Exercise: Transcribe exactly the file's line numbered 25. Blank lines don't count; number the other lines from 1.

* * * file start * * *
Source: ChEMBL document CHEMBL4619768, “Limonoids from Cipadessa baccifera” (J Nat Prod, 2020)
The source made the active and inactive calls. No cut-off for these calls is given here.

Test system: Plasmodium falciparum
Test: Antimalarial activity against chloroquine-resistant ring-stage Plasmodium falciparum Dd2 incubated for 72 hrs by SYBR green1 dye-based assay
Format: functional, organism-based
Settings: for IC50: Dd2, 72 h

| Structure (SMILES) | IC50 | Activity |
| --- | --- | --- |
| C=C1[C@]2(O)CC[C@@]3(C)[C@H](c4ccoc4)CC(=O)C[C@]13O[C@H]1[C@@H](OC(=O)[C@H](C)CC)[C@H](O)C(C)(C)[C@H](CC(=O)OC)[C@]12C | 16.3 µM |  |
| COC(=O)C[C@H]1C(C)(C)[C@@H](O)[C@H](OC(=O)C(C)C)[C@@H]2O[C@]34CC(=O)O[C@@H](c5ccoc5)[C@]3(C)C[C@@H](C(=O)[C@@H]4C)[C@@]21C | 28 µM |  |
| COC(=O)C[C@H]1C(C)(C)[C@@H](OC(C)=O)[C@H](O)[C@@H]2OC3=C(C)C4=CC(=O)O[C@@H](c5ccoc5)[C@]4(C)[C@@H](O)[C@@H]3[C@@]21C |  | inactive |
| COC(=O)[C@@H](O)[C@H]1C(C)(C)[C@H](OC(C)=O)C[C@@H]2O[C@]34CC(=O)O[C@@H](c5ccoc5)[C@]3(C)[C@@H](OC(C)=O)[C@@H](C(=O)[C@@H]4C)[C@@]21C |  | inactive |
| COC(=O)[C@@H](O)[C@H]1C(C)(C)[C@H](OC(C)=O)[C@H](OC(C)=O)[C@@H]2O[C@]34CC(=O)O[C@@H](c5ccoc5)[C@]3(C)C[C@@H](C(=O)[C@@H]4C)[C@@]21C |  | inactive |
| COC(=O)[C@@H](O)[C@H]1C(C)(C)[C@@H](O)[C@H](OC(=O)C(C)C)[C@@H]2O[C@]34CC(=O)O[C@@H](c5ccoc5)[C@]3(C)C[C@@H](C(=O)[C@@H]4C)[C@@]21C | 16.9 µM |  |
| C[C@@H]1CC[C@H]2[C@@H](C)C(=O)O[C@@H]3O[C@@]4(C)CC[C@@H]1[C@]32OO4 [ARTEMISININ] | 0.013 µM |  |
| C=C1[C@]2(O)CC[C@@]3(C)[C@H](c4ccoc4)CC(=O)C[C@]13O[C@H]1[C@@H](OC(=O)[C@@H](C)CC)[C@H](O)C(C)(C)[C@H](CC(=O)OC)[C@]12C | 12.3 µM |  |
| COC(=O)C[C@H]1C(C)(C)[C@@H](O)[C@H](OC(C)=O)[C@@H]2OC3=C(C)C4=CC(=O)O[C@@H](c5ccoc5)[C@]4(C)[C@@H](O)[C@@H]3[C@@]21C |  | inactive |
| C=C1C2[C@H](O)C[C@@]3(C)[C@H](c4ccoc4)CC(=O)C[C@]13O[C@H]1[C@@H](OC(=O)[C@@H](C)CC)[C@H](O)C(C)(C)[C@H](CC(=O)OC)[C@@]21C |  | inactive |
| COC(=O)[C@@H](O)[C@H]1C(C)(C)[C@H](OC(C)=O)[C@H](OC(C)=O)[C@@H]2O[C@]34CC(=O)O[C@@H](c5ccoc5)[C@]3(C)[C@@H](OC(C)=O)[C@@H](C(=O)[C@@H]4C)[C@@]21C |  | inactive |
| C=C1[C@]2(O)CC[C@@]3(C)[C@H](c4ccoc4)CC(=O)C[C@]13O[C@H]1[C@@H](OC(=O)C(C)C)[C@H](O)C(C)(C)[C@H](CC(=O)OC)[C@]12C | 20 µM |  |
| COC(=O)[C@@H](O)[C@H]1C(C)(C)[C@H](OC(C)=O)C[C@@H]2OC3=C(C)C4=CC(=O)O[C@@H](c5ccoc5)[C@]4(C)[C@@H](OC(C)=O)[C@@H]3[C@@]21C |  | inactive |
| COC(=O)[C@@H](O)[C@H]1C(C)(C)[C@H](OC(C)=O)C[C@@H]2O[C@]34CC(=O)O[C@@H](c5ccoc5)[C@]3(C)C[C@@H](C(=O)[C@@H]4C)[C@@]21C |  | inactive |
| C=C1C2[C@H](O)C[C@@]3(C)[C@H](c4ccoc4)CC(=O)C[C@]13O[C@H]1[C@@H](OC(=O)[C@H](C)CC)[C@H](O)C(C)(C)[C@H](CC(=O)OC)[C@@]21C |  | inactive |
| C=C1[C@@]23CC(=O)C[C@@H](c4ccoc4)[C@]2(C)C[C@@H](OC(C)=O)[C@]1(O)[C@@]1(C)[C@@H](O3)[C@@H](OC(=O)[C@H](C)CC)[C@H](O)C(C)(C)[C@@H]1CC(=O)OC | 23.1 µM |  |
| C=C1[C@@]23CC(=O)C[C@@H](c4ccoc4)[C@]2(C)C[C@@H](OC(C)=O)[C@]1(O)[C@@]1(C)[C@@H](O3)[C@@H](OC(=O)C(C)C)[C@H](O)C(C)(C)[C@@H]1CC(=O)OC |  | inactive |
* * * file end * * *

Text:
| C=C1[C@@]23CC(=O)C[C@@H](c4ccoc4)[C@]2(C)C[C@@H](OC(C)=O)[C@]1(O)[C@@]1(C)[C@@H](O3)[C@@H](OC(=O)C(C)C)[C@H](O)C(C)(C)[C@@H]1CC(=O)OC |  | inactive |